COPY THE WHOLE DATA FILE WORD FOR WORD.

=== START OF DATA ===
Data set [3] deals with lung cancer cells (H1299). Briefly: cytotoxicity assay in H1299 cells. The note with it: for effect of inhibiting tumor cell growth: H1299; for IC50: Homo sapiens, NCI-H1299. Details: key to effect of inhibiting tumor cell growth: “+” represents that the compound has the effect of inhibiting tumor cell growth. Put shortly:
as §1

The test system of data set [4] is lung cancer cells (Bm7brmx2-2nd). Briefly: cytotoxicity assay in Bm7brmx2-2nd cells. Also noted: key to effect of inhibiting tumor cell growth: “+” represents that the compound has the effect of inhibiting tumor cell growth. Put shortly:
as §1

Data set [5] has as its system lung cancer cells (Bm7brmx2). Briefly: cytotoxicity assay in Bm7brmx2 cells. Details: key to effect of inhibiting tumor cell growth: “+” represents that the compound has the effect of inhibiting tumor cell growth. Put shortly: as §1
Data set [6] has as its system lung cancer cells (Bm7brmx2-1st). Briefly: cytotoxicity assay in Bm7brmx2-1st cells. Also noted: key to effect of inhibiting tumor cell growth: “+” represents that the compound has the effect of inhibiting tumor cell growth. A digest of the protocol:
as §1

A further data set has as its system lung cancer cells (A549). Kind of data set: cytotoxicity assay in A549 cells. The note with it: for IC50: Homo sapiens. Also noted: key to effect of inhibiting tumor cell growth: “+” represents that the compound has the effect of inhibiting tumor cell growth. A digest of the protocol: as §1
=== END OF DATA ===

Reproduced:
Data set [3] deals with lung cancer cells (H1299). Briefly: cytotoxicity assay in H1299 cells. The note with it: for effect of inhibiting tumor cell growth: H1299; for IC50: Homo sapiens, NCI-H1299. Details: key to effect of inhibiting tumor cell growth: “+” represents that the compound has the effect of inhibiting tumor cell growth. Put shortly:
as §1

The test system of data set [4] is lung cancer cells (Bm7brmx2-2nd). Briefly: cytotoxicity assay in Bm7brmx2-2nd cells. Also noted: key to effect of inhibiting tumor cell growth: “+” represents that the compound has the effect of inhibiting tumor cell growth. Put shortly:
as §1

Data set [5] has as its system lung cancer cells (Bm7brmx2). Briefly: cytotoxicity assay in Bm7brmx2 cells. Details: key to effect of inhibiting tumor cell growth: “+” represents that the compound has the effect of inhibiting tumor cell growth. Put shortly: as §1
Data set [6] has as its system lung cancer cells (Bm7brmx2-1st). Briefly: cytotoxicity assay in Bm7brmx2-1st cells. Also noted: key to effect of inhibiting tumor cell growth: “+” represents that the compound has the effect of inhibiting tumor cell growth. A digest of the protocol:
as §1

A further data set has as its system lung cancer cells (A549). Kind of data set: cytotoxicity assay in A549 cells. The note with it: for IC50: Homo sapiens. Also noted: key to effect of inhibiting tumor cell growth: “+” represents that the compound has the effect of inhibiting tumor cell growth. A digest of the protocol: as §1